BROOKSVILLE — No one knows just how much of a financial windfall Brooksville's reinstated red-light cameras will bring. But there is no shortage of ideas on how to spend the money.
Brooksville City Council members all championed their personal wish lists Monday night, tossing out ideas such as using the extra revenue to improve roads and other infrastructure, stepping up marketing and advertising efforts, and even paying for teen driver education programs.
However, Vice Mayor Joe Johnston cautioned his fellow council members against "putting the cart before the horse" when it came to committing the money to specific uses.
"It's a new program and a new contract, and we're not sure how all this is going to pan out," Johnston said.
Two weeks ago, council members voted 3-2 to contract with the South Florida company Sensys America Inc. to install 20 red-light cameras in Brooksville, starting in March. The city and company have not yet made a final decision on which intersections will get the cameras.
It is estimated the city could earn as much as $600,000 annually from the program.
Under the new program, motorists who are caught running a red light will be mailed a $158 citation. Of that amount, $75 would be split between the city and Sensys. The remaining money would go to the state.
The revenue projections, which were furnished by Sensys, call for the company to earn $90,000 a month — or $540,000 in a six-month period, with the city keeping any additional funds.
Freshman council member Kevin Hohn, who voted in favor of the cameras, said he felt the program's ultimate goal wasn't to earn revenue but to make city streets safer.
However, Hohn also suggested that 90 percent of the money earned from the cameras should go toward capital improvements. The remaining 10 percent would go toward stepping up the city's advertising and marketing efforts.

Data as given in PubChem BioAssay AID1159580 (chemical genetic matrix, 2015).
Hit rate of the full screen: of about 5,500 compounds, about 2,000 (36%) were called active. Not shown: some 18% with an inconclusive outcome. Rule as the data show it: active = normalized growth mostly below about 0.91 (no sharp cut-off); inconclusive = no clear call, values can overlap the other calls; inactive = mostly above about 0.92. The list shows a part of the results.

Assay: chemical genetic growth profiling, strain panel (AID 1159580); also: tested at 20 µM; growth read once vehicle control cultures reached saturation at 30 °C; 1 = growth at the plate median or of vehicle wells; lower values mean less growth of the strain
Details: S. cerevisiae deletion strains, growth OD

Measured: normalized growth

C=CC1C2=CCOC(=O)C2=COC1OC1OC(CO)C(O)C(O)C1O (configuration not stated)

Not everyone on the council shared Hohn's views.
Council member Joe Bernardini, a staunch opponent of the cameras, insisted that at least two-thirds of the proceeds go toward teen driver education programs, either through the school system or the Hernando County Sheriff's Office.
"After all," Bernardini said, "the true reason for having the cameras is for citizen safety, and not about money."
Council members Lara Bradburn and Kevin Hohn said that while they agreed with Bernardini's proposal, committing a set amount of money to any program could prove detrimental if the projections fall short.
"If the program works, we won't be making any money," Hohn said.
Council members agreed that for now, any camera revenue should be set aside until a consensus is reached on how to spend it. The council plans to address the matter during its budget workshops next year.
The city originally installed red-light cameras at five intersections in 2008, but removed them in 2010 when it could not reach an agreement on a contract extension with the vendor — in part because of changes in state law regarding revenue sharing.
During the three years the cameras were in operation, the city received about $450,000 in annual revenue.
Logan Neill can be reached at (352) 848-1435 or firstname.lastname@example.org.